What Is Lupus?
Lupus is a disease of the immune system. When people talk about “lupus,” they often refer to the most common type, systemic lupus erythematosus (SLE).
Your immune system protects your body from infection. Your immune system attacks your tissues.
The three common symptoms of lupus are:
- joint pains
- skin rashes, which may become apparent after being out in the sun
- extreme tiredness, known as fatigue.
Some people with lupus will have these symptoms, though they can still impact daily life.
Other general symptoms are:
- ulcers in the mouth or nose
- hair loss
- weight loss
- lymph glands in the neck, armpits or groin, or under the chin will be swelling
Lupus can affect many different body parts, and when internal organs such as the heart, lungs, brain, or kidneys are involved, it can be much more severe. Regular check-ups and reporting new symptoms to your healthcare professionals are essential.
Most people will only have one or a few possible symptoms, and many find that the symptoms come and go.
Numerous people who have active lupus feel ill in general. They have a fever, weight loss, and fatigue. When their immune system attacks a particular organ or part of the body, they can also have more specific issues. Lupus can affect these body parts:
Skin. Skin problems are common with lupus. So are hair loss and mouth sores. If you have a type called discoid lupus, you get large, red, circular rashes that may scar you. Sunlight usually irritates skin rashes. A common lupus rash called subacute cutaneous erythematosus is often worse after you go out in the sun. You power have it on your arms, legs, and torso. A rare but severe form of lupus rash called a bullous lupus rash causes large blisters.
Joints. Arthritis is prevalent in people who have lupus. It can induce pain, with or without swelling. Immobility and pain may be worse in the morning. Arthritis may be an issue for only a few days or weeks or maybe endless. It’s usually not severe.
Kidneys. Up to half of the people who have lupus get kidney problems. They can be hazardous. These problems are more likely when you also have other lupus symptoms, such as tiredness, arthritis, rash, fever, and weight loss. But they can also happen when you don’t have any other signs.
Blood. People with lupus may have dangerously lower numbers of red blood cells, platelets, or white blood cells.
Lupus is an autoimmune disease when your immune system attacks healthy tissue in your body. Lupus likely results from a combination of your genetics and your environment.
People with an inherited predisposition for lupus may develop the disease when they encounter something in the environment that can trigger lupus. The cause of lupus, in most cases, yet, is unknown. Some potential triggers include:
- Exposure to the sun may get on lupus skin lesions or start an internal response in susceptible people.
- Having an infection can trigger lupus or cause a relapse in some people.
- Lupus can be triggered by certain blood pressure medications, anti-seizure medications, and antibiotics. People with drug-induced lupus usually get more useful when they stop taking medicine. Rarely, symptoms may persist even after the drug stop.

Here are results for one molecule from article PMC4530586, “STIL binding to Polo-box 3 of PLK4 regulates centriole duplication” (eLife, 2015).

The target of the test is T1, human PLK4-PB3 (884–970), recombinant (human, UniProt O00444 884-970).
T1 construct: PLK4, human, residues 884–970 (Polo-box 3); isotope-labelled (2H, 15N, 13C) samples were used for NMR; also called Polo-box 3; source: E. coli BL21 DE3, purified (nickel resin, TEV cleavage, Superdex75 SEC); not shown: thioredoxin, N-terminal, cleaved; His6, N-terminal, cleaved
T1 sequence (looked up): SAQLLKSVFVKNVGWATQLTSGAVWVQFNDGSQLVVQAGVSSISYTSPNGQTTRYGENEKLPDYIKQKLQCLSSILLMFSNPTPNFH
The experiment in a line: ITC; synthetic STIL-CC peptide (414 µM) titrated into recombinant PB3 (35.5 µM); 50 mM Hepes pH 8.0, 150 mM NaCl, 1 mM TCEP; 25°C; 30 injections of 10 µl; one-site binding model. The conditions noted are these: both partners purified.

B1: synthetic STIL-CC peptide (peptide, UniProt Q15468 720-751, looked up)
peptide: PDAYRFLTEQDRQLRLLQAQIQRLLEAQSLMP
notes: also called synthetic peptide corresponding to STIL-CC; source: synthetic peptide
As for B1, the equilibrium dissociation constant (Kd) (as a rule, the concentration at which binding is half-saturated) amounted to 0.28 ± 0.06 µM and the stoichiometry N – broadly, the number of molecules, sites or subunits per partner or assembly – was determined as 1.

Factors that may increase your hazard of lupus include:
- Your sex.Lupus is more common in women.
- Although lupus affects people of all ages, it’s often diagnosed between 15 and 45.
- Lupus is more typical in African Americans, Hispanics, and Asian Americans.
Inflammation caused by lupus can impact many areas of your body, including your:
- Lupus can cause severe kidney damage, and kidney failure is one of the leading causes of death among people with lupus.
- Brain and central nervous system.If your brain to impacted by lupus, you may experience headaches, dizziness, behavior changes, vision issues, and even strokes or seizures. Numerous people with lupus experience memory issues and may have problems expressing their thoughts.
- Blood and blood vessels.Lupus may lead to blood issues, including a reduced number of healthy red blood cells and an increased risk of bleeding or blood clotting (platelet).
- Lupus increases your chances of developing an inflammation of the chest cavity lining, which can make breathing painful. Bleeding into the lungs and pneumonia are possible.
- Lupus can cause heart muscle, arteries, or heart membrane inflammation. The risk of cardiovascular disease and heart attacks increases significantly as well.
Other complications can arise from lupus.
The infection becomes more likely when a person has lupus because the disease and its treatments weaken the immune system. Common infections include:
- urinary tract infections
- respiratory infections
- yeast infections
Bone tissue death
It occurs when there is a low blood supply to a bone, resulting in small breaks developing. Eventually, this can lead to bone crumpling. People with lupus may be at increased risk of this due condition and to medications such as corticosteroids, which to used to treat lupus.
People with lupus have a more increased risk of pregnancy loss, preterm birth, and preeclampsia, a harmful condition that includes high blood pressure. To decrease the risk of these complications, doctors often recommend trusted Sources delaying pregnancy until lupus has been under control for atleast six months.